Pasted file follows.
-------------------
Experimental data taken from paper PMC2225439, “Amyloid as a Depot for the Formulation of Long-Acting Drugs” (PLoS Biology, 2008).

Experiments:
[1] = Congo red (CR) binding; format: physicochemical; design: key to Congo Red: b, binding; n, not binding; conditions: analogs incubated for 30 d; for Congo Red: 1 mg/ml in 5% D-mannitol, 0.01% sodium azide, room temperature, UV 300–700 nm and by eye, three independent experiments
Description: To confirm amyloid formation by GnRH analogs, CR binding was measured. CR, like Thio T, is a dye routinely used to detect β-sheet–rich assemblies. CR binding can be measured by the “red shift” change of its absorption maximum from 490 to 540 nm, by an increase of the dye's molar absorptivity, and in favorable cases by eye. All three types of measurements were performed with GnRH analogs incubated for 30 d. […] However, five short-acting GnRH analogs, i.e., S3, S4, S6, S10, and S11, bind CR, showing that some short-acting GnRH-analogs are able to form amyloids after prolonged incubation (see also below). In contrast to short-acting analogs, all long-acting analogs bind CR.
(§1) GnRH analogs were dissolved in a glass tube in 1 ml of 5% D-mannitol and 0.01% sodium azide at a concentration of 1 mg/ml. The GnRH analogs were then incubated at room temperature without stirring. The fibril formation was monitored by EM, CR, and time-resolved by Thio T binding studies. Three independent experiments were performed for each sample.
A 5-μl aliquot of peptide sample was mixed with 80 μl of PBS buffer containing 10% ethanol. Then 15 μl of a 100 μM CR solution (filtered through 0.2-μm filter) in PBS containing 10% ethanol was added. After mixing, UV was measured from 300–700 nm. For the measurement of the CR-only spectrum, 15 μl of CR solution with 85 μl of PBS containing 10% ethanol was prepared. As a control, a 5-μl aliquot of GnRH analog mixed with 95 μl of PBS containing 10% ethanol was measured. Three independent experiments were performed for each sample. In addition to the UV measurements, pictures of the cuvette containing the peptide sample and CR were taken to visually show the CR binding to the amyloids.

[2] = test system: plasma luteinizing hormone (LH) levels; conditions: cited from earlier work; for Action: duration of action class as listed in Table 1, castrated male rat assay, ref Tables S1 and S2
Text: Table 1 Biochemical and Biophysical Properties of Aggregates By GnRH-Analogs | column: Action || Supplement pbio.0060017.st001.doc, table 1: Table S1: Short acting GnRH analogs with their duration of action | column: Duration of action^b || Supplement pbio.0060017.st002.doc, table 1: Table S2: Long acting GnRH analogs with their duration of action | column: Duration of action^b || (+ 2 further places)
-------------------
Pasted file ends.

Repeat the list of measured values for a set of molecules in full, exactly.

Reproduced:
Experimental data taken from paper PMC2225439, “Amyloid as a Depot for the Formulation of Long-Acting Drugs” (PLoS Biology, 2008).

Experiments:
[1] = Congo red (CR) binding; format: physicochemical; design: key to Congo Red: b, binding; n, not binding; conditions: analogs incubated for 30 d; for Congo Red: 1 mg/ml in 5% D-mannitol, 0.01% sodium azide, room temperature, UV 300–700 nm and by eye, three independent experiments
Description: To confirm amyloid formation by GnRH analogs, CR binding was measured. CR, like Thio T, is a dye routinely used to detect β-sheet–rich assemblies. CR binding can be measured by the “red shift” change of its absorption maximum from 490 to 540 nm, by an increase of the dye's molar absorptivity, and in favorable cases by eye. All three types of measurements were performed with GnRH analogs incubated for 30 d. […] However, five short-acting GnRH analogs, i.e., S3, S4, S6, S10, and S11, bind CR, showing that some short-acting GnRH-analogs are able to form amyloids after prolonged incubation (see also below). In contrast to short-acting analogs, all long-acting analogs bind CR.
(§1) GnRH analogs were dissolved in a glass tube in 1 ml of 5% D-mannitol and 0.01% sodium azide at a concentration of 1 mg/ml. The GnRH analogs were then incubated at room temperature without stirring. The fibril formation was monitored by EM, CR, and time-resolved by Thio T binding studies. Three independent experiments were performed for each sample.
A 5-μl aliquot of peptide sample was mixed with 80 μl of PBS buffer containing 10% ethanol. Then 15 μl of a 100 μM CR solution (filtered through 0.2-μm filter) in PBS containing 10% ethanol was added. After mixing, UV was measured from 300–700 nm. For the measurement of the CR-only spectrum, 15 μl of CR solution with 85 μl of PBS containing 10% ethanol was prepared. As a control, a 5-μl aliquot of GnRH analog mixed with 95 μl of PBS containing 10% ethanol was measured. Three independent experiments were performed for each sample. In addition to the UV measurements, pictures of the cuvette containing the peptide sample and CR were taken to visually show the CR binding to the amyloids.

[2] = test system: plasma luteinizing hormone (LH) levels; conditions: cited from earlier work; for Action: duration of action class as listed in Table 1, castrated male rat assay, ref Tables S1 and S2
Text: Table 1 Biochemical and Biophysical Properties of Aggregates By GnRH-Analogs | column: Action || Supplement pbio.0060017.st001.doc, table 1: Table S1: Short acting GnRH analogs with their duration of action | column: Duration of action^b || Supplement pbio.0060017.st002.doc, table 1: Table S2: Long acting GnRH analogs with their duration of action | column: Duration of action^b || (+ 2 further places)